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In August 2019 Kenya conducted its eighth Population and Housing Census. Data provided by the census is vital for the government, private sector and civil society to design and target disability-inclusive policies and programmes. Census data is also a critical input in the response to coronavirus, as it can support mapping of vulnerable communities and the distribution of funding to ensure public safety, health facilities, and social and economic protections for people with disabilities. In November 2019 and February 2020 a series of preliminary census reports were released by the Kenya National Bureau of Statistics (KNBS). These preliminary census reports provide summary tables of statistics drawn from the census data. An initial analysis of Kenya’s 2019 disability statistics using data sourced from these reports is presented

 

The 2019 census demonstrates the progress Kenya is making towards disability-inclusive data collection by integrating internationally comparable questions for identifying people with disabilities. This background paper provides a quantitative analysis of Kenya’s disability demographics, including disability prevalence rates at the national and subnational levels and by domain, and a critical appraisal of the factors that may have contributed to the results.

Labour market date for persons with disabilities (i2i webinar)

EUROPEAN DEVELOPMENT FORUM
April 2020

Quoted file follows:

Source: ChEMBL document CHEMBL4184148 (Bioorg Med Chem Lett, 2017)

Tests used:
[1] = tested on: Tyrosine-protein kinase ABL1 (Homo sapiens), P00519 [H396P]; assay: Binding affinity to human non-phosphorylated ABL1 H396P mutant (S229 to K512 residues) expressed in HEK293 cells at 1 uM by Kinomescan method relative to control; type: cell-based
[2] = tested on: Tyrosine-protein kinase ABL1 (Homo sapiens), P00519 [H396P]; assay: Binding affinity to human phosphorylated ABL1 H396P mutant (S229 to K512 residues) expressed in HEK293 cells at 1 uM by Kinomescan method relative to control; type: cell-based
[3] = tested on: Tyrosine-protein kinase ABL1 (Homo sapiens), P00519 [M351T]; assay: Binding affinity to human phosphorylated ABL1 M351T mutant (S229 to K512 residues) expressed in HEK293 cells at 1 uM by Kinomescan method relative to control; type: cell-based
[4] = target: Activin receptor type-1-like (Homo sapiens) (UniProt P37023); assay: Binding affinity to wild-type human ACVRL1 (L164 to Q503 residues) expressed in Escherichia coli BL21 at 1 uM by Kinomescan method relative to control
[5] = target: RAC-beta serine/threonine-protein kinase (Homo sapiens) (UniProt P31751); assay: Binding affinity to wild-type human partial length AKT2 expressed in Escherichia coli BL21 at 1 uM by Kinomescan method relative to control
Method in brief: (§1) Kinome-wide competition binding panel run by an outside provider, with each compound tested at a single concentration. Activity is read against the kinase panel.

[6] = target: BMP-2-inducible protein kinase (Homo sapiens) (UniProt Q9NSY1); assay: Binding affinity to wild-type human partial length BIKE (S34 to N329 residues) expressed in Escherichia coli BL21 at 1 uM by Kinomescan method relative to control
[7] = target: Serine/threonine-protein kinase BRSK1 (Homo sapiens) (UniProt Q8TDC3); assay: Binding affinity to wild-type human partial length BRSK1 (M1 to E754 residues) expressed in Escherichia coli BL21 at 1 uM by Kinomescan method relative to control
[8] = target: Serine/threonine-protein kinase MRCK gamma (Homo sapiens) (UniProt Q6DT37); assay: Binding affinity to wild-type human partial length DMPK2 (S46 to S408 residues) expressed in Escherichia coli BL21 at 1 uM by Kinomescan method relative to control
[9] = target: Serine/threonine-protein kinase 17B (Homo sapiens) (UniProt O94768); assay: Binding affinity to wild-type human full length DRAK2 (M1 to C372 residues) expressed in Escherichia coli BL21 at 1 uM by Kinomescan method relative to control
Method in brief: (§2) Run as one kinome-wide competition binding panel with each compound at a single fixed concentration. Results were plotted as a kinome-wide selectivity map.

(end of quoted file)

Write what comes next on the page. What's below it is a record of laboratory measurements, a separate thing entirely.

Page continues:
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On April 22nd 2020, the European Disability Forum organised the fourth of a series of webinars about the Innovation to Inclusion project (also called i2i programme). 

Four speakers were invited to talk about Labour Market Data for persons with disabilities. After their presentation, there was some time for questions and answers.

 

  • Mark Carew (Leonard Cheshire) spoke briefly about i2i’s approach to disability data and how i2i supports a good quality collection of disability data.
  • Valentina Stoevska (Department of Statistics, International Labour Organisation) explained the objectives of the statistical data on the labour market characteristics of persons with disabilities. She talked about the use of Washington Group questions on the disability Labour Force Surveys. To conclude her presentation, Ms Stoevska briefly illustrated with some statistics the employment characteristics of persons with disabilities.
  • Robert Buluma (Governance, Peace and Security statistics of the Kenya National Bureau of Statistics) briefly provided some information on the development of a disability monograph.
  • Anderson Gitonga (United Disabled Persons of Kenya (UDPK)) spoke about the importance of the meaningful participation of persons with disabilities in data gathering and touched upon the technical working group that has been formed in Kenya.